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WASHINGTON (Reuters) - Killer heat fueled by climate change could cause an additional 150,000 deaths this century in the biggest U.S. cities if no steps are taken to curb carbon emissions and improve emergency services, according to a new report.
The three cities with the highest projected heat death tolls are Louisville, with an estimated 19,000 heat-related fatalities by 2099; Detroit, with 17,900, and Cleveland, with 16,600, the Natural Resources Defense Council found in its analysis of peer-reviewed data, released on Wednesday.
Concentrated populations of poor people without access to air conditioning are expected to contribute to the rising death tolls.
Thousands of additional heat deaths were also projected by century's end for Baltimore, Boston, Chicago, Columbus, Denver, Los Angeles, Minneapolis, Pittsburgh, Providence, St. Louis and Washington, D.C., the report said.
June, July and August are expected to see above-normal temperatures over most of the contiguous United States, from inland California to New Jersey, and from as far north as Idaho and Wyoming to Texas, Florida and the desert Southwest, the National Oceanic and Atmospheric Administration said in a May 17 forecast.
The last 12 months, from May 2011 to April 2012, were the warmest in the contiguous United States since modern record-keeping began; last month was the hottest April on record for the Northern Hemisphere.
These figures show climate change is already being powerfully felt, and more dangerously hot summer days are in prospect under a business-as-usual scenario, said Dan Lashof, director of NRDC's climate and clean air program.
NRDC, which with other environmental groups has pushed for curbs on U.S. emissions of heat-trapping carbon dioxide, is backing a plan by the U.S. Environmental Protection Agency to limit carbon emissions from new U.S. power plants. The EPA is holding public hearings on Thursday on the dangers of carbon pollution from power plants. The EPA's plan is unlikely to go into effect until after this year's election campaign.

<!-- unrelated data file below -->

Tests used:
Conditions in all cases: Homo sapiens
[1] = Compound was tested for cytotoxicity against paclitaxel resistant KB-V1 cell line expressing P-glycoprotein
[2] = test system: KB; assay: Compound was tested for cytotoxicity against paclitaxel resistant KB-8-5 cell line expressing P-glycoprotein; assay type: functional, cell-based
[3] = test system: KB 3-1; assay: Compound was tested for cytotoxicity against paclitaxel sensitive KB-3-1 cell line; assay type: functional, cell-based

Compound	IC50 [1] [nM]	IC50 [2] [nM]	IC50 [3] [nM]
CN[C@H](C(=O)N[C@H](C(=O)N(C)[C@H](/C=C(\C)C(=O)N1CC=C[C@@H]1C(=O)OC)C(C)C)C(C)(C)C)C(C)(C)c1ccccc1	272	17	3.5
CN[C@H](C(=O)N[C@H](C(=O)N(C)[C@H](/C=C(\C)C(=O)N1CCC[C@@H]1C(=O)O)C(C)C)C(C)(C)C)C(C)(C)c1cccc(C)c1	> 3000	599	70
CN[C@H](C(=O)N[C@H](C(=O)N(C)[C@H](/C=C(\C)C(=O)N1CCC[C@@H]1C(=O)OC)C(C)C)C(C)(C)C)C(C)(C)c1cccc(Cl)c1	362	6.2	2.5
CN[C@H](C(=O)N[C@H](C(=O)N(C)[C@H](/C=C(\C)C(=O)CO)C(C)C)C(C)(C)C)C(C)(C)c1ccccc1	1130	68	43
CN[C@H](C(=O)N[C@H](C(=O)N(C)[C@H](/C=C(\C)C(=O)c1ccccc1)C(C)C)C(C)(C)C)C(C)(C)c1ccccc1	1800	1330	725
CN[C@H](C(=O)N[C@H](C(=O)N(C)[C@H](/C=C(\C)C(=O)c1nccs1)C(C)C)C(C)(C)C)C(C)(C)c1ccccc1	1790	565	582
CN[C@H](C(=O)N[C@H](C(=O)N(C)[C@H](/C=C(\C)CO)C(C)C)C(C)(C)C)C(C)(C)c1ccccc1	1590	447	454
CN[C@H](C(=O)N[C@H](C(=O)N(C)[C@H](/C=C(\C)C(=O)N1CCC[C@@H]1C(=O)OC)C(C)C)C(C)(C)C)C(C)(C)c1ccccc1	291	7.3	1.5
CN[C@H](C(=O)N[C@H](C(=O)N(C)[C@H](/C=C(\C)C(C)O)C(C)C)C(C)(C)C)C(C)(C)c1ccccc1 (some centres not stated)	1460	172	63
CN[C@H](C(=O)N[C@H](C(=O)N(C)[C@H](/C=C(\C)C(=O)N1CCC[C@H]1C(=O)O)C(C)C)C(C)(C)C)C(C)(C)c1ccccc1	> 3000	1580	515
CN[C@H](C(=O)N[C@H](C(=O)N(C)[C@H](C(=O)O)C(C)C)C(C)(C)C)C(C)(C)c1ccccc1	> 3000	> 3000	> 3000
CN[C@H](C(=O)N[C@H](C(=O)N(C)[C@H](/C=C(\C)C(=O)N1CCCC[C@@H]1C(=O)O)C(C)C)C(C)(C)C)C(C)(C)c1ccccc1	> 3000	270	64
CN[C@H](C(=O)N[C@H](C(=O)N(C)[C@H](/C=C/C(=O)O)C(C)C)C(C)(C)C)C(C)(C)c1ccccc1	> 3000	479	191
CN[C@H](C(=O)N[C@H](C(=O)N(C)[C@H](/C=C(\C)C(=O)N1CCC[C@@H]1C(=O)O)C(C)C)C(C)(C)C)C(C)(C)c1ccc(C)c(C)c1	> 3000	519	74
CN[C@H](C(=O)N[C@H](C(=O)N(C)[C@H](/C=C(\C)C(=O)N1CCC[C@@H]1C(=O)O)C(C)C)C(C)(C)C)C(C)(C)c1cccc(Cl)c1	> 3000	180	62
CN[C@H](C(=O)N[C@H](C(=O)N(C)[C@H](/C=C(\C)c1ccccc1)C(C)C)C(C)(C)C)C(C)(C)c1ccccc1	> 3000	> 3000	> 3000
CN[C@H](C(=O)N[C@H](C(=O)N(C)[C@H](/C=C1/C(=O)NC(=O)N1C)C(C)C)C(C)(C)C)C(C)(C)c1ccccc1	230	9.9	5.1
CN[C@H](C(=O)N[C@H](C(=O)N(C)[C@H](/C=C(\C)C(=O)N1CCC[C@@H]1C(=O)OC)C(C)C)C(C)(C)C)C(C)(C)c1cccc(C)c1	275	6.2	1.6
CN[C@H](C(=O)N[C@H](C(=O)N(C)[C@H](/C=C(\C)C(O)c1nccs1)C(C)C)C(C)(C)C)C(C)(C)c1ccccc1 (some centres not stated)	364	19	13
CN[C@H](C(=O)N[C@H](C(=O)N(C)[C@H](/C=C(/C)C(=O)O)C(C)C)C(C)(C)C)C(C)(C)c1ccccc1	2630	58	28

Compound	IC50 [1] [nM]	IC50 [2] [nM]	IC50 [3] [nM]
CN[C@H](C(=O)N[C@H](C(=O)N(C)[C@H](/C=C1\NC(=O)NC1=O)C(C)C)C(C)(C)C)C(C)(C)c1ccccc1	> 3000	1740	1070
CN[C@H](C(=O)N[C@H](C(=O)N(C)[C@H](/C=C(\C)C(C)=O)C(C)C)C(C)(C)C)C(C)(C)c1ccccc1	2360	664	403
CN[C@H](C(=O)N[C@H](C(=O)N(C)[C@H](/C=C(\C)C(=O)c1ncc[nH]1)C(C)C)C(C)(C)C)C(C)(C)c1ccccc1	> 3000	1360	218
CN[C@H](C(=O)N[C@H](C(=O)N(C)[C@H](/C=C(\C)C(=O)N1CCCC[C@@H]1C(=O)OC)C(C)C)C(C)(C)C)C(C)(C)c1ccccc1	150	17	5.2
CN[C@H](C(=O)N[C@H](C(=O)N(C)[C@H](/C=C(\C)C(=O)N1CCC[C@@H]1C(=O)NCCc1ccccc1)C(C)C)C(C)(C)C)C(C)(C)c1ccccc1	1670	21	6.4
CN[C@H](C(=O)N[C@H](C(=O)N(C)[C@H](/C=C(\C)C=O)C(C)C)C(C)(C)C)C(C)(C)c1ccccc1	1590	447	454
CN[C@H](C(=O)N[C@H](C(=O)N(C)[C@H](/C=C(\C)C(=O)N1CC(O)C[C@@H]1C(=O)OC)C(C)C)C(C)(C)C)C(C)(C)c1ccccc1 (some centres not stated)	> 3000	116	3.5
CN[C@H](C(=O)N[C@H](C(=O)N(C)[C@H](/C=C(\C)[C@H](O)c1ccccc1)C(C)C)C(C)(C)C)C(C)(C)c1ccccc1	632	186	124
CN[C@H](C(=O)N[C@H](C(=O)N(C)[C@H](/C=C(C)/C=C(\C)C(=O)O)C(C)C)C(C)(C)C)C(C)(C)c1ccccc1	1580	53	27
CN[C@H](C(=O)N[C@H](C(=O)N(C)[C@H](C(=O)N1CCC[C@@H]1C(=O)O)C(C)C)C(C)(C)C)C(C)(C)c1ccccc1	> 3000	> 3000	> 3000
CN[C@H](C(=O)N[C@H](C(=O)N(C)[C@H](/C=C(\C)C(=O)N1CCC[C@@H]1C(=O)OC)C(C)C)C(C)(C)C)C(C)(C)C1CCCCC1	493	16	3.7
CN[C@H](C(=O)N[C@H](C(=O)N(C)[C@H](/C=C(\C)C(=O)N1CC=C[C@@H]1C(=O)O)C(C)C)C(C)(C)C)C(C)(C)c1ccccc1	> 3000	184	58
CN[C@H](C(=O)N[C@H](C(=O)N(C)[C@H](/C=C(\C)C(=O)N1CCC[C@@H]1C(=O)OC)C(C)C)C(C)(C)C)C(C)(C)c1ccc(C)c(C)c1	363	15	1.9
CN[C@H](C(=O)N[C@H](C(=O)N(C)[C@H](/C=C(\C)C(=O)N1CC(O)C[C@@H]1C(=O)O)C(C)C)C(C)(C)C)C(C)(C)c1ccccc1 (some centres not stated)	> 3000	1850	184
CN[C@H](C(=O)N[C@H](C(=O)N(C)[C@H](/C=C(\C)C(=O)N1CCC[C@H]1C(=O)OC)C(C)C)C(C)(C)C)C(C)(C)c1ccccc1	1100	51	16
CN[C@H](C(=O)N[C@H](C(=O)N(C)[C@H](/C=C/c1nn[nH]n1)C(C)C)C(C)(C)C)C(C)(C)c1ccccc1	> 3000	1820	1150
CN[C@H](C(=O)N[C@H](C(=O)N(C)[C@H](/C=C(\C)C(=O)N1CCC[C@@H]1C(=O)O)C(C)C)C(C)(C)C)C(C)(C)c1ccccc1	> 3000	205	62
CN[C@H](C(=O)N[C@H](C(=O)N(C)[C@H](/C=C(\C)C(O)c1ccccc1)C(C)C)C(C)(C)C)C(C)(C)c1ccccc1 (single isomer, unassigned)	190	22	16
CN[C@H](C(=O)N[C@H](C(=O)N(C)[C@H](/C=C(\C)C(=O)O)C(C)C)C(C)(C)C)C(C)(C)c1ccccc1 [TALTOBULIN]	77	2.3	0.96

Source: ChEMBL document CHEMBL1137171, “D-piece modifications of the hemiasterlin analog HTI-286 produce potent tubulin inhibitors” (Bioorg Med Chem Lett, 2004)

The deadliest days are those designated Excessive Heat Events (EHEs), often in urban areas where air conditioning is scarce or unreliable, with sizable poor populations and municipal services unprepared for large numbers of people sickened by the heat, Larry Kalkstein, a University of Miami professor who wrote two studies on the subject.
One was published in the American Meteorological Society's journal Weather, Climate and Society; the other in the journal Natural Hazards. Both were peer-reviewed.
There could be five times the number of Excessive Heat Event days by mid-century and eight times that number by the end of the century, Kalkstein said in a telephone briefing. The current average number of EHEs per year is 233; by mid-century it could be 1,342, and by 2100, it could be 1,913.
The full report is available online here .
The most disastrous heat waves, like the one that killed more than 700 people in the Chicago area in 1995, come when high heat lasts beyond two days in urban areas without plans to reach the most vulnerable populations: the elderly, the obese and those on medication.
Kalkstein praised Chicago for improving its heat warning system, emergency services and cooling centers since then. He also said Philadelphia and Seattle had put measures in place to lessen the risk from excessive heat days.
The studies considered cities because that is where two-thirds of the U.S. population lives, Lashof said. There is some evidence that heat deaths in rural areas will also rise, but that is harder to document, he said.
U.S. cities aren't the only ones bracing for the impacts of extreme weather. Ten Asian cities are assessing how ready they are to deal with floods, droughts, heat waves and other expected results of climate change.
The Asian Cities Climate Change Resilience Network is working in 10 cities in India, Indonesia, Thailand and Vietnam to figure out technical indicators -- such as the capacity of water systems, sewage and waste-water services and the size of deforested areas upstream from urban areas -- to help plan to protect city residents. More information on the plan is available at www.acccrn.org/ .
Reporting by Deborah Zabarenko, Environment Correspondent; Editing by Cynthia Osterman